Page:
Graves, Bachmann take swings at each others' business recordsby Conrad Wilson, Minnesota Public Radio
ST. CLOUD, Minn. — Sixth Congressional District foes Michele Bachmann and Jim Graves are taking turns knocking each others' business records.
Members of the Republican Party, including the incumbent Republican Bachmann, have made cutting government regulations to support business owners a cornerstone of their platform for years. But now the state Republican Party is attacking the challenging Democrat over his business dealings.
In a memo released to the press, the Minnesota Republican Party said Graves, who owns the Graves 601 Hotel in downtown Minneapolis, didn't pay a subcontractor for work done on a building project during the mid-1980s and that he broke a 20-year agreement with a hotel chain and signed with a competitor.
The memo also said Graves listed on his company website that he was on the board of directors of the United Way of Central Minnesota.
The United Way disputed that and said Graves was involved in "a fundraising capacity sometime around the late '80s/early 90's."
Graves said overall the Republican's claims are misleading, but acknowledged the United Way was a misprint and something that's been corrected.
"First and foremost, we can respond to each of those things in detail," he said.
Graves shot back on the memo, saying it shows Republicans and Bachmann don't know what they're talking about when it comes to running a business.
"Bachmann doesn't understand business and in deference to her, she's not in business, so why would she understand business?" Graves said.
For years — including during her presidential campaign — Bachmann has said she's worked on behalf of business owners to cut red tape and government regulations.
"My record has been very consistent," Bachmann said. "I am a debt cutter. I am a tax cutter. I want to cut spending. And I want to balance budgets."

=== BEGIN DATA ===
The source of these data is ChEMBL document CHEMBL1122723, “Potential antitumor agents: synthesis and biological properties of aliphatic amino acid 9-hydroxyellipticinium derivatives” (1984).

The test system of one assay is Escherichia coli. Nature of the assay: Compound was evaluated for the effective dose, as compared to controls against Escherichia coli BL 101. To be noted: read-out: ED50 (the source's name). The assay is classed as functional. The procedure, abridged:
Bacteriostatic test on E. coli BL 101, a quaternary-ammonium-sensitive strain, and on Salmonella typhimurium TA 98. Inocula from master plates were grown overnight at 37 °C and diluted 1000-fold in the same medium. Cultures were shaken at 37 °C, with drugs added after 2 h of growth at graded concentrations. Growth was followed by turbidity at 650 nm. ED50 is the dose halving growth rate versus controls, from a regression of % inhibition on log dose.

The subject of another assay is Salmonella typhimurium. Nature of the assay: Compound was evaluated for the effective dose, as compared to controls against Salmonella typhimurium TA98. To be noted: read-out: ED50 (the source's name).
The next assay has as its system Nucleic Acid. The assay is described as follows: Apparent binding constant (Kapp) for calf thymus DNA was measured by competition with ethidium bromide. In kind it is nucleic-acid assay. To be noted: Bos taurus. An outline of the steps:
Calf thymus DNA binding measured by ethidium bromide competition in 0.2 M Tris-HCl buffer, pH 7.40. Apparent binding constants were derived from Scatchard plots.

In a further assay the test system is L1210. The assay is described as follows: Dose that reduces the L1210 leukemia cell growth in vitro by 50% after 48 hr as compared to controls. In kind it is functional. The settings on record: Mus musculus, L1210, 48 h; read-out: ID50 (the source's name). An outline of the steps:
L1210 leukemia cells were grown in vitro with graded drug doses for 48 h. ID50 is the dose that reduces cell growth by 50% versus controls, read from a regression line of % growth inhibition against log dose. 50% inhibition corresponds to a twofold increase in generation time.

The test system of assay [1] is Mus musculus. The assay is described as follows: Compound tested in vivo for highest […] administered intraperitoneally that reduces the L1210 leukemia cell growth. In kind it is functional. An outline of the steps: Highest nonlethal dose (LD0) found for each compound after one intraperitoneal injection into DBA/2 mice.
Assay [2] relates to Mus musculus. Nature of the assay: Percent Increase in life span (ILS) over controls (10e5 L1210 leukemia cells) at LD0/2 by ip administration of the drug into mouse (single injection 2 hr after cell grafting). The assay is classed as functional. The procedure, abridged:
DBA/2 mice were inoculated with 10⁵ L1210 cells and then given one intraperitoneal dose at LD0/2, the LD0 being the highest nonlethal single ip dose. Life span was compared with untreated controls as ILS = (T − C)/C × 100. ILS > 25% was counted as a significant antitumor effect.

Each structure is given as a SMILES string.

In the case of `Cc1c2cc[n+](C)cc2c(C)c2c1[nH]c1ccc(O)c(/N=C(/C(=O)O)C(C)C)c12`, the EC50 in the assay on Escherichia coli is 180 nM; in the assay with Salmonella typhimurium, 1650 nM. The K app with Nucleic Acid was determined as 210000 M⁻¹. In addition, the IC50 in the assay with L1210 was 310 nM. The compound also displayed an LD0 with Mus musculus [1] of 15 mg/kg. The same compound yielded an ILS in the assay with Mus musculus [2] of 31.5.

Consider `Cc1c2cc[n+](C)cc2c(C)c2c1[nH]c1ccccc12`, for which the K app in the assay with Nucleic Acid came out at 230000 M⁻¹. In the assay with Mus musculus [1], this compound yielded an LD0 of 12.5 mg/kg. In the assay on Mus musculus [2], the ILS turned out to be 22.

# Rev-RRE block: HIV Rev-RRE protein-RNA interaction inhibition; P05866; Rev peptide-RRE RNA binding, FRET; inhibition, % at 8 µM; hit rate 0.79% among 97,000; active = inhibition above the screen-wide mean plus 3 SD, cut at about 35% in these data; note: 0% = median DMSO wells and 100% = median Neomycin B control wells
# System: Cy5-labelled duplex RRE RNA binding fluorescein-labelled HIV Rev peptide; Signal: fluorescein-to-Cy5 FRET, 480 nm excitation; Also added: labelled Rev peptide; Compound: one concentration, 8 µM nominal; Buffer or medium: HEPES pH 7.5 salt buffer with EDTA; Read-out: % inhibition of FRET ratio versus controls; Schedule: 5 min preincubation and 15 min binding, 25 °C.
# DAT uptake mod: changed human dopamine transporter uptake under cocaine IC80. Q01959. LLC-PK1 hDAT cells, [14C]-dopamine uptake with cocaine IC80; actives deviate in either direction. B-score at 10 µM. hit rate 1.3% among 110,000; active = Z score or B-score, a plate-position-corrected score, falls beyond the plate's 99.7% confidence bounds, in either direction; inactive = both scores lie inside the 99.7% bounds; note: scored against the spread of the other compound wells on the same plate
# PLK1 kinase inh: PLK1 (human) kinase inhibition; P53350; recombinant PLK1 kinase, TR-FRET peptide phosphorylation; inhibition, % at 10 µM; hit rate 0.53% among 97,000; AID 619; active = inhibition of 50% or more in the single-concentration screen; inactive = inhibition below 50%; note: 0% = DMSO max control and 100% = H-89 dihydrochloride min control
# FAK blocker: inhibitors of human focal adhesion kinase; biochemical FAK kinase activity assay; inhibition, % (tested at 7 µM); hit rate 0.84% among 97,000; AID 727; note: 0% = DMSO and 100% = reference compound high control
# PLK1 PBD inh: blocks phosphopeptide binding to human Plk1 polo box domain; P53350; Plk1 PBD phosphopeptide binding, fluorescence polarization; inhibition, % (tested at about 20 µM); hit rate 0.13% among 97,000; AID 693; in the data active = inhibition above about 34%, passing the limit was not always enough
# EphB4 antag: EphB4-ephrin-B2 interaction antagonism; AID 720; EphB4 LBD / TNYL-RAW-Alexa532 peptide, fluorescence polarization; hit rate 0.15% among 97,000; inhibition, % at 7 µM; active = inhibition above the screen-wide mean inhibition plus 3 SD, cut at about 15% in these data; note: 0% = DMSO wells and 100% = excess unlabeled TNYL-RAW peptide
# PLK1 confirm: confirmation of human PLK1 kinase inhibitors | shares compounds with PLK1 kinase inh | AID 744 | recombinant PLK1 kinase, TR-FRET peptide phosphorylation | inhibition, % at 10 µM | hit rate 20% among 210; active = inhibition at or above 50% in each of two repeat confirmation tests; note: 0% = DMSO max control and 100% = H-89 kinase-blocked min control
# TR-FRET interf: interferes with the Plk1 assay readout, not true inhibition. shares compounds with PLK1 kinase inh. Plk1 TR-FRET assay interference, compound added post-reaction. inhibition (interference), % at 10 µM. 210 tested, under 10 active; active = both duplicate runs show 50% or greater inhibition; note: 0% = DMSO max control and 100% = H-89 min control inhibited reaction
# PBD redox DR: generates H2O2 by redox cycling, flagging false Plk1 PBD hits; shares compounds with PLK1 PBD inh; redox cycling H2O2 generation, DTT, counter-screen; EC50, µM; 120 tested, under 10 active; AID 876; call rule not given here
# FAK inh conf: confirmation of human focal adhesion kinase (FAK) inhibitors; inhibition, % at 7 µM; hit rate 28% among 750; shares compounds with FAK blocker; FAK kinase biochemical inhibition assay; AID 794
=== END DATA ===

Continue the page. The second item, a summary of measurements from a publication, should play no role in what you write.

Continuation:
State GOP Chair Pat Shortridge said the memo is relevant because Graves has made his business background central to his campaign.
"He's had a fairly significant issue in filing paper work on time and filings with government agencies with making sure that all the i's are dotted and the t's crossed," Shortridge said. "Very few politicians, once they get in office, start to take the rules more seriously once they're there."
As far as the memo's claims go, Graves said he's worked with "thousands of subcontractors over the last 35 years."
"You have a dispute with somebody who doesn't do the job — that's what we do," Graves said. "That's what the courts are for and it was resolved."
Graves said changing the hotel affiliation is like "changing your cell [phone] provider;" it's a decision based on what's best for business.
GRAVES RETURNS FIRE
And Graves has also gone after Bachmann on business issues in the 6th District. Graves made an ad alleging Bachmann didn't meet with workers following the Verso Paper Mill explosion and fire in Sartell. But Bachmann said she had a staff member on the scene within an hour of the fire and has since helped the laid-off workers.
Kevin Weyer, a former mill worker who lives in St. Joseph, said he's in the past he's voted for Bachmann because she represents his values — but not anymore.
"I guess Michele's off my ticket," Weyer said. "I vote more Republican, more conservative, but after this — we've asked at every meeting where she was of if anybody's seen her or her representative and it's no every time. After this year I'm not sure where her values are."
Others say they're supporting a fourth term for Bachmann in part because of her economic views.
Ed Springer, from Avon, turned out to see Bachmann earlier this month at Buffalo Wild Winds in St. Cloud.
Springer retired about 10 years ago from his electrical contracting business his sons have taken over. Now he said the business is struggling and, on a fixed income, he is too.
"The economic issues are terrible," Springer said. "It's killing everyone out there ... along with the gas going up; energy in general, and all the prices of everything are going through the roof."
Graves and Bachmann are scheduled to debate three times, the first in St. Cloud on Oct. 30.
MPR News reporter Tom Scheck contributed to this story.